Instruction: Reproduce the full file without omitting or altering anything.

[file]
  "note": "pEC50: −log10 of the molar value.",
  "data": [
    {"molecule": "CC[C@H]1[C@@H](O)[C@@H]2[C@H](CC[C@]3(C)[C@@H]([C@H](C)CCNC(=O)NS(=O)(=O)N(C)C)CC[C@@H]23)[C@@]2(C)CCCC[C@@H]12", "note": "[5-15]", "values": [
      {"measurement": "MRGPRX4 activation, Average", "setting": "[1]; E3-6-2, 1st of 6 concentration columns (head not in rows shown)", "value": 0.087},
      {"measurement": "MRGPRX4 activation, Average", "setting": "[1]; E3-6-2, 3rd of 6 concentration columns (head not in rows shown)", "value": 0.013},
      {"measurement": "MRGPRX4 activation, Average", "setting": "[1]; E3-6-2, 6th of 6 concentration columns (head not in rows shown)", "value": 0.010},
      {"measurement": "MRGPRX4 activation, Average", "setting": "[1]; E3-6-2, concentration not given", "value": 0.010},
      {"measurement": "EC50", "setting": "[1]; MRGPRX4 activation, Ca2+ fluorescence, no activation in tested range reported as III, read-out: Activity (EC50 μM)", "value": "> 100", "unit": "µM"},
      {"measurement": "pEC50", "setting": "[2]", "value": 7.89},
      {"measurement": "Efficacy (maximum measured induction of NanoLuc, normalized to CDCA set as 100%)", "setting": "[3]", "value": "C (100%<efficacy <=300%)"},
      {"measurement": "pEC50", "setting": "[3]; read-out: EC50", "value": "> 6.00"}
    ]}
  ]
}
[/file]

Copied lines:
  "note": "pEC50: −log10 of the molar value.",
  "data": [
    {"molecule": "CC[C@H]1[C@@H](O)[C@@H]2[C@H](CC[C@]3(C)[C@@H]([C@H](C)CCNC(=O)NS(=O)(=O)N(C)C)CC[C@@H]23)[C@@]2(C)CCCC[C@@H]12", "note": "[5-15]", "values": [
      {"measurement": "MRGPRX4 activation, Average", "setting": "[1]; E3-6-2, 1st of 6 concentration columns (head not in rows shown)", "value": 0.087},
      {"measurement": "MRGPRX4 activation, Average", "setting": "[1]; E3-6-2, 3rd of 6 concentration columns (head not in rows shown)", "value": 0.013},
      {"measurement": "MRGPRX4 activation, Average", "setting": "[1]; E3-6-2, 6th of 6 concentration columns (head not in rows shown)", "value": 0.010},
      {"measurement": "MRGPRX4 activation, Average", "setting": "[1]; E3-6-2, concentration not given", "value": 0.010},
      {"measurement": "EC50", "setting": "[1]; MRGPRX4 activation, Ca2+ fluorescence, no activation in tested range reported as III, read-out: Activity (EC50 μM)", "value": "> 100", "unit": "µM"},
      {"measurement": "pEC50", "setting": "[2]", "value": 7.89},
      {"measurement": "Efficacy (maximum measured induction of NanoLuc, normalized to CDCA set as 100%)", "setting": "[3]", "value": "C (100%<efficacy <=300%)"},
      {"measurement": "pEC50", "setting": "[3]; read-out: EC50", "value": "> 6.00"}
    ]}
  ]
}